This type of “hearing” is what I call the “Virgin Experience:” that first moment of illumination, of discovery..and in some cases self-discovery that remains with us indefinitely.  While this moment is precious, desired, and even cherished, it is also a big downer because while we experience the magnificence of something new, we realize that we will never again experience this moment.  We’ll never hear this music or this voice in the same way again.  We are de-virginized.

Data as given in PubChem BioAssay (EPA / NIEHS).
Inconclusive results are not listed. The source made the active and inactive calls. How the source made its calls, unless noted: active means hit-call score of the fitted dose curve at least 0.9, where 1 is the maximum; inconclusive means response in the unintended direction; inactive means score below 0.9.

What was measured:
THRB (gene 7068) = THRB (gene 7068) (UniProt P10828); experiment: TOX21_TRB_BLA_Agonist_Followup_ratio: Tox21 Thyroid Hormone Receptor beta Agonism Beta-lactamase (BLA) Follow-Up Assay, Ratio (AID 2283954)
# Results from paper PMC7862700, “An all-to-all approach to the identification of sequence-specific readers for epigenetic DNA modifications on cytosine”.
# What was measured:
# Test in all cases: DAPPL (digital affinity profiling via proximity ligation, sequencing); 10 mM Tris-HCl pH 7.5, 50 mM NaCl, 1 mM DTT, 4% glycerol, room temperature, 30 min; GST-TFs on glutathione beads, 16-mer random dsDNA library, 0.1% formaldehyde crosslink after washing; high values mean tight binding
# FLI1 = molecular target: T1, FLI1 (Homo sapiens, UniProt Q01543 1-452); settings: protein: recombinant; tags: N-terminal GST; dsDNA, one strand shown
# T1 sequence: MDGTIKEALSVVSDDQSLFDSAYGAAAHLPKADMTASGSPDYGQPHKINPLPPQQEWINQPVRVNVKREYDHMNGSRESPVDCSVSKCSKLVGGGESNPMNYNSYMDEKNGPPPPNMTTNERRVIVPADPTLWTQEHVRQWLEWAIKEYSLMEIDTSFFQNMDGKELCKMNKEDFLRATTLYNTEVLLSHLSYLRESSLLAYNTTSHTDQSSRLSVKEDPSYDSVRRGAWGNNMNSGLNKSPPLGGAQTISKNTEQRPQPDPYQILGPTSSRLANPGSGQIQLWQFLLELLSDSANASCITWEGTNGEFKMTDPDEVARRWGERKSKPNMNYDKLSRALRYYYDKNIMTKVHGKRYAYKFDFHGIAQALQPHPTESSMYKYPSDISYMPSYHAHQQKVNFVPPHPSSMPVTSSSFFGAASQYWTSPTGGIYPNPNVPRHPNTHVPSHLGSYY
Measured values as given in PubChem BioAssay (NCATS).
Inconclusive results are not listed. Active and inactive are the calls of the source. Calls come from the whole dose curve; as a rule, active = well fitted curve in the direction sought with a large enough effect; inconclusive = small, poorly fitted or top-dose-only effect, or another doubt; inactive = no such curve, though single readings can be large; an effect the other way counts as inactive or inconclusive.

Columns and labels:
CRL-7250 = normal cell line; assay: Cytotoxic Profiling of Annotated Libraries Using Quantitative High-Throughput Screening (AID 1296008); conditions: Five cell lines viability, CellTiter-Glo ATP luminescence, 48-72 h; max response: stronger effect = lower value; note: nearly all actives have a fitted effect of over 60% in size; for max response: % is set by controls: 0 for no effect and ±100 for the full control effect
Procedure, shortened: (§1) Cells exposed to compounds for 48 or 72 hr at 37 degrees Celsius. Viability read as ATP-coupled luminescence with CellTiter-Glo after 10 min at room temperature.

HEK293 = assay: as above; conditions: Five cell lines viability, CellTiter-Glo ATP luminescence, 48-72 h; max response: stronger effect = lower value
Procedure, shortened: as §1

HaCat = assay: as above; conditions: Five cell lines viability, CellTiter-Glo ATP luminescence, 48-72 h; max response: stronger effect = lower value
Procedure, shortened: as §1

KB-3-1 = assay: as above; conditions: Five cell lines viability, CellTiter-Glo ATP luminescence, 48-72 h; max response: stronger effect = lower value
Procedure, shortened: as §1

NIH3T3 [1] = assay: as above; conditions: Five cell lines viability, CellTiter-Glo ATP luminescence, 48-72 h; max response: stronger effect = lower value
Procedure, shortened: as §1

And, what happens after this “de-virginzing?” Well, this is where that university course came into play.  Much of the literature we read focused on the dichotomy of listening and hearing.  While actually classifying the two as different, the puzzle became how to recreate for ones’ self that moment of “awe: that unknowingness, that sense of being lost in the music for the first time and not knowing where it was going to take you.  Many times, I have attempted to recreate that moment for myself.  It is difficult, especially when listening to pieces that I’ve studied intently or voices I’ve listened to a million times over.  On an aside and in regard to the voice, I found it much easier to recreate this sensation with singers because the instrument is human.  It is impossible to listen to Pavarotti or Gigli, or Tebaldi, Callas, or Cigna, without having a sense of awe over the greatness of their human instrument.  Instrumental music, however, poses a problem.